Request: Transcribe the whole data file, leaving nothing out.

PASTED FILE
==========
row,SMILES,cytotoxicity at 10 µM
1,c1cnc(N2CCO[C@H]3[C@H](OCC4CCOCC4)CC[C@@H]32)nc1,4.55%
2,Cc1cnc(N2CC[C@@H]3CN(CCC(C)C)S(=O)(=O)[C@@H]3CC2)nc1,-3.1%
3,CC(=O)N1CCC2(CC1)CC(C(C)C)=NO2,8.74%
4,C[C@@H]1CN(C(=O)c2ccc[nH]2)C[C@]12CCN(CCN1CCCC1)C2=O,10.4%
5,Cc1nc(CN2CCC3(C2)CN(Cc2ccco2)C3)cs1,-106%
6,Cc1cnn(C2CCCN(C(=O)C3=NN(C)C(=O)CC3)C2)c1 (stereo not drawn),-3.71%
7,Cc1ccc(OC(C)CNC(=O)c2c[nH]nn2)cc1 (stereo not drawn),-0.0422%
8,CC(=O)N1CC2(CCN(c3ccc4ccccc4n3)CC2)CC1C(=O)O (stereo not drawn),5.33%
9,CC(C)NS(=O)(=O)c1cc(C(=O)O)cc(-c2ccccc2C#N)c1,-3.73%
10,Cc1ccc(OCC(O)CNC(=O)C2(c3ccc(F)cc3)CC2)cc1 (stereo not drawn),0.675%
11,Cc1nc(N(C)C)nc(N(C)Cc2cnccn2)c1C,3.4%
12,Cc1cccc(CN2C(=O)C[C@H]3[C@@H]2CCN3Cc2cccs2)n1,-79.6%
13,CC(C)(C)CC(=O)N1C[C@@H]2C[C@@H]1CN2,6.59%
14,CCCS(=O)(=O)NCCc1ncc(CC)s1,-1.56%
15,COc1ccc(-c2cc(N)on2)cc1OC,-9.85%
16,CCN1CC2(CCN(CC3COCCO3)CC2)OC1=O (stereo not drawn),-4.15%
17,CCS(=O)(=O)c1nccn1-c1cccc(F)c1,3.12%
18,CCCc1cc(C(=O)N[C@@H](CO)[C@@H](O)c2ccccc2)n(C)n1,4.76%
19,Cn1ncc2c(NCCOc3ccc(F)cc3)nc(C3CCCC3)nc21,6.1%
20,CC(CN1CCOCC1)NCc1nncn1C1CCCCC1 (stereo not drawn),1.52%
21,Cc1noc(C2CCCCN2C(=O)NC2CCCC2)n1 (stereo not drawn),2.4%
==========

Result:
row,SMILES,cytotoxicity at 10 µM
1,c1cnc(N2CCO[C@H]3[C@H](OCC4CCOCC4)CC[C@@H]32)nc1,4.55%
2,Cc1cnc(N2CC[C@@H]3CN(CCC(C)C)S(=O)(=O)[C@@H]3CC2)nc1,-3.1%
3,CC(=O)N1CCC2(CC1)CC(C(C)C)=NO2,8.74%
4,C[C@@H]1CN(C(=O)c2ccc[nH]2)C[C@]12CCN(CCN1CCCC1)C2=O,10.4%
5,Cc1nc(CN2CCC3(C2)CN(Cc2ccco2)C3)cs1,-106%
6,Cc1cnn(C2CCCN(C(=O)C3=NN(C)C(=O)CC3)C2)c1 (stereo not drawn),-3.71%
7,Cc1ccc(OC(C)CNC(=O)c2c[nH]nn2)cc1 (stereo not drawn),-0.0422%
8,CC(=O)N1CC2(CCN(c3ccc4ccccc4n3)CC2)CC1C(=O)O (stereo not drawn),5.33%
9,CC(C)NS(=O)(=O)c1cc(C(=O)O)cc(-c2ccccc2C#N)c1,-3.73%
10,Cc1ccc(OCC(O)CNC(=O)C2(c3ccc(F)cc3)CC2)cc1 (stereo not drawn),0.675%
11,Cc1nc(N(C)C)nc(N(C)Cc2cnccn2)c1C,3.4%
12,Cc1cccc(CN2C(=O)C[C@H]3[C@@H]2CCN3Cc2cccs2)n1,-79.6%
13,CC(C)(C)CC(=O)N1C[C@@H]2C[C@@H]1CN2,6.59%
14,CCCS(=O)(=O)NCCc1ncc(CC)s1,-1.56%
15,COc1ccc(-c2cc(N)on2)cc1OC,-9.85%
16,CCN1CC2(CCN(CC3COCCO3)CC2)OC1=O (stereo not drawn),-4.15%
17,CCS(=O)(=O)c1nccn1-c1cccc(F)c1,3.12%
18,CCCc1cc(C(=O)N[C@@H](CO)[C@@H](O)c2ccccc2)n(C)n1,4.76%
19,Cn1ncc2c(NCCOc3ccc(F)cc3)nc(C3CCCC3)nc21,6.1%
20,CC(CN1CCOCC1)NCc1nncn1C1CCCCC1 (stereo not drawn),1.52%
21,Cc1noc(C2CCCCN2C(=O)NC2CCCC2)n1 (stereo not drawn),2.4%